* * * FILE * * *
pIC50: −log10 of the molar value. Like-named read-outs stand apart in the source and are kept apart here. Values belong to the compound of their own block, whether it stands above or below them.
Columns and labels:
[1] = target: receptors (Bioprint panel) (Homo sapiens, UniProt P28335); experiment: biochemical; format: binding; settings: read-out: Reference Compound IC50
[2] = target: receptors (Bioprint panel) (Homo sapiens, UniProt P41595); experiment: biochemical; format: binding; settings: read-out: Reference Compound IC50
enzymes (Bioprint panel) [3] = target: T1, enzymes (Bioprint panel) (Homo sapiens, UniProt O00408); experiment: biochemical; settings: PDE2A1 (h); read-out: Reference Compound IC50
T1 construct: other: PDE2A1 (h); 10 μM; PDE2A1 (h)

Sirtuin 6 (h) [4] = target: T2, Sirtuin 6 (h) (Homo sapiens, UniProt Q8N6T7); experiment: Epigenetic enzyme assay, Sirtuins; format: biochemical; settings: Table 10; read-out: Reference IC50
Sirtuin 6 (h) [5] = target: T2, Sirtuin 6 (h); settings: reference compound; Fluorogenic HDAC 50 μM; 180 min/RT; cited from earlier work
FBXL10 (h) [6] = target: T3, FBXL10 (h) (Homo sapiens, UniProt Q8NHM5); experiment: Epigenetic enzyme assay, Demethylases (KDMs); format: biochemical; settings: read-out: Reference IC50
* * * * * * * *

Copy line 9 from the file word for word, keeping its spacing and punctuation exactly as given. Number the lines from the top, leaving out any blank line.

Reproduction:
FBXL10 (h) [6] = target: T3, FBXL10 (h) (Homo sapiens, UniProt Q8NHM5); experiment: Epigenetic enzyme assay, Demethylases (KDMs); format: biochemical; settings: read-out: Reference IC50